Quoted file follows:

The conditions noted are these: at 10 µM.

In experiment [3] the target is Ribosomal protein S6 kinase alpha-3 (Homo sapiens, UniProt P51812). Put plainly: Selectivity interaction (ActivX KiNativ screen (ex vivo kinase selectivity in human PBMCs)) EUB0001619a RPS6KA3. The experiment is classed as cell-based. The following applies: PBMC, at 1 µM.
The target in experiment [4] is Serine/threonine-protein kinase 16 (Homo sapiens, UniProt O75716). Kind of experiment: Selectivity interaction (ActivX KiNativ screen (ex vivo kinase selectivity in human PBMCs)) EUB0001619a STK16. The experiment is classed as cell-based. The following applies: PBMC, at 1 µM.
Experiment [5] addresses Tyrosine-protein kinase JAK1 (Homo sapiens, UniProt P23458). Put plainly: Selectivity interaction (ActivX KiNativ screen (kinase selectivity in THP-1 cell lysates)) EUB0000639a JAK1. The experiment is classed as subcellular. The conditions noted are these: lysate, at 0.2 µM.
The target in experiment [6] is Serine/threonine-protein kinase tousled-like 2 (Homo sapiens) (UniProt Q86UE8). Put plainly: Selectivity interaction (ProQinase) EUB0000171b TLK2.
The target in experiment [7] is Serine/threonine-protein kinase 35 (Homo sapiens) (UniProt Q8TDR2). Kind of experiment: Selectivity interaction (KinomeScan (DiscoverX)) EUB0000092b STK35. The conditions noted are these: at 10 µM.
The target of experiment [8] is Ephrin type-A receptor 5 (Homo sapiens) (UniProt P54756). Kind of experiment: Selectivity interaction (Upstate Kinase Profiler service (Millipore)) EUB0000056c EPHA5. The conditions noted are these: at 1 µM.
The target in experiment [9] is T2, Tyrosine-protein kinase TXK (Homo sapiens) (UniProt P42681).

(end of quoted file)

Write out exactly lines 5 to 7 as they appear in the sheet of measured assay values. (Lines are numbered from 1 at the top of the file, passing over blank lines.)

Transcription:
The target in experiment [6] is Serine/threonine-protein kinase tousled-like 2 (Homo sapiens) (UniProt Q86UE8). Put plainly: Selectivity interaction (ProQinase) EUB0000171b TLK2.
The target in experiment [7] is Serine/threonine-protein kinase 35 (Homo sapiens) (UniProt Q8TDR2). Kind of experiment: Selectivity interaction (KinomeScan (DiscoverX)) EUB0000092b STK35. The conditions noted are these: at 10 µM.
The target of experiment [8] is Ephrin type-A receptor 5 (Homo sapiens) (UniProt P54756). Kind of experiment: Selectivity interaction (Upstate Kinase Profiler service (Millipore)) EUB0000056c EPHA5. The conditions noted are these: at 1 µM.